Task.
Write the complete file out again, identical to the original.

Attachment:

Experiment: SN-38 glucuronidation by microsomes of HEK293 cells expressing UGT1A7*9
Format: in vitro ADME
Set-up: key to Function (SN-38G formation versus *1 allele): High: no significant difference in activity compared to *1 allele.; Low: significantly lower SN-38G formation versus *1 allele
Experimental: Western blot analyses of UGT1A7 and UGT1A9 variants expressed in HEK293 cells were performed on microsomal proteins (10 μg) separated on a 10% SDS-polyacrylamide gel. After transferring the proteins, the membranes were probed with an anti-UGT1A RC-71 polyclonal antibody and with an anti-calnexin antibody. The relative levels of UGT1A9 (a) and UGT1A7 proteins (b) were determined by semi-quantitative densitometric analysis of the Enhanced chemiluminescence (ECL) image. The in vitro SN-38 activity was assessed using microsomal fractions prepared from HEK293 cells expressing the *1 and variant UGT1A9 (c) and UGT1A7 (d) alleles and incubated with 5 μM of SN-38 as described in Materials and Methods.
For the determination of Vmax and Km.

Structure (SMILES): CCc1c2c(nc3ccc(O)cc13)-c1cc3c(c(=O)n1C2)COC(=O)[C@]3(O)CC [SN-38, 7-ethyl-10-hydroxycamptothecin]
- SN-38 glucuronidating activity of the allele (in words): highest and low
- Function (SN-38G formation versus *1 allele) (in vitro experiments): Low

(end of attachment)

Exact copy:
Experiment: SN-38 glucuronidation by microsomes of HEK293 cells expressing UGT1A7*9
Format: in vitro ADME
Set-up: key to Function (SN-38G formation versus *1 allele): High: no significant difference in activity compared to *1 allele.; Low: significantly lower SN-38G formation versus *1 allele
Experimental: Western blot analyses of UGT1A7 and UGT1A9 variants expressed in HEK293 cells were performed on microsomal proteins (10 μg) separated on a 10% SDS-polyacrylamide gel. After transferring the proteins, the membranes were probed with an anti-UGT1A RC-71 polyclonal antibody and with an anti-calnexin antibody. The relative levels of UGT1A9 (a) and UGT1A7 proteins (b) were determined by semi-quantitative densitometric analysis of the Enhanced chemiluminescence (ECL) image. The in vitro SN-38 activity was assessed using microsomal fractions prepared from HEK293 cells expressing the *1 and variant UGT1A9 (c) and UGT1A7 (d) alleles and incubated with 5 μM of SN-38 as described in Materials and Methods.
For the determination of Vmax and Km.

Structure (SMILES): CCc1c2c(nc3ccc(O)cc13)-c1cc3c(c(=O)n1C2)COC(=O)[C@]3(O)CC [SN-38, 7-ethyl-10-hydroxycamptothecin]
- SN-38 glucuronidating activity of the allele (in words): highest and low
- Function (SN-38G formation versus *1 allele) (in vitro experiments): Low